When I started getting curious about beer, my more beer-knowledgeable friends nearly always had something derisive to say about “fruit beer.”
Back then, the trend was ever-increasing bitterness, ever-climbing alcohol content and ever-more-extreme flavors and treatments, like barrel aging in different spirit bottles and re-creating insane ancient recipes. To compound this, when the faux-craft beer “Blue Moon,” made by Miller Brewing Co., made its debut, bartenders were instructed to always serve it with an orange hanging out of it, making it both conspicuous and drawing the ire of beer purists.
There were a handful of craft breweries at the time making fruit beer, but most seemed to be simply created as an alternative to the extreme beer found everywhere else. Thus, my beer snob brethren thought that fruited beers were for people who couldn’t muster a real love for beer – and, worse, those who enjoyed drinking them were too weak or girly. At the height of this anti-fruit fervor at the time, I moved from New Hampshire to Maine and found several beers that used blueberries in their brew and became curious to try them.
I sheepishly purchased a Sea Dog Blueberry Wheat six-pack at a convenience store and checked both ways to make sure no real beer geeks were watching me as I paid for the maligned brew. When I took my first sips back then, I was elated. Finally, something that was not harsh in its presentation. The aroma was sweet and soft. The beer poured – to my surprise, at the time – a pale straw color instead of blue, and I enjoyed its novel flavor. I tried several more from other breweries, including my favorite back then, the now-defunct Bass Ackwards Berryblue Ale from Sebago Brewing Co., that shook things up by putting the blueberries into a different part of the brewing process than many of their cohorts, resulting in a more tart and less sweet concoction.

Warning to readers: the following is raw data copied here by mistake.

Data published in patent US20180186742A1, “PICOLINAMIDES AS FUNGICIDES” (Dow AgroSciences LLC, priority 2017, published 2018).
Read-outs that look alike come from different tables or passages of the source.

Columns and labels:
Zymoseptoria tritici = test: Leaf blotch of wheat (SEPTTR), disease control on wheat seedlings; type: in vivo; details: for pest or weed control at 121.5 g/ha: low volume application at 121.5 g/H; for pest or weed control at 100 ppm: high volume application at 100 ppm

As much as I enjoyed these beers, I still had a hard time selling them to others. The problem was their sweetness and, after a while, the one-note nature of the brews. The most common way for brewers to make them was to create a very light-tasting ale and then put blueberries (or blueberry flavoring) in it. Have too many of any of them, and it starts to taste like you’ve just added a little dose of blueberry flavoring to a thin base. At best, it tasted like an interesting dessert, and at worst, it sometimes resembled a sweet, slightly boozy soda. Over the years, a few holdouts kept brewing them, and brewpubs might have one on for a summer month or two, but blueberry beer never really reached a mainstream appeal, and I continued to hear people say how much they hated them.
Since then, the extreme beer craze has come and gone, and brewers’ style portfolios have expanded dramatically. Because blueberries are a staple of Maine’s food, history and culture, it was only natural that the newest brewers might take a stab at blueberry beer again, and I’ve started to notice them reappearing. Recent examples are beginning to break out of the old-school model for fruit beer and trying to apply the fruit in different ways and radically different styles.
Sometimes, it is as simple as changing up the base beer that gets partnered with the blueberries. Take Dirigo Brewing Co.’s Champagne du Maine. Recently released in a limited batch of cans, the base beer for this is Dirigo’s tart Berliner weiss. The sweetness and blueberry flavor is not an unwelcome addition and plays well with what is going on in the low-alcohol brew. The sweet/tart feel (and its beautiful color) gives the beer greater complexity, because the base beer itself is contributing to the finished taste, rather than being a neutral base onto which flavor can be added.
Another way to give the blueberries new ways to shine is by adding a little time and age. Allagash Brewing Co. makes its Little Sal by starting with a sour red ale and adding wild low-bush blueberries to the beer. Then it’s stored in red wine barrels for at least six months, with the hopes that it will pick up a unique flavor profile from the wood of the barrel and the dregs of the wine.
As we are reaching the time of the annual blueberry harvest, be on the lookout for a wave of new – and different – blueberry-centric beers on their way. If the old-school sweetness turned you off, it may be time to have another try.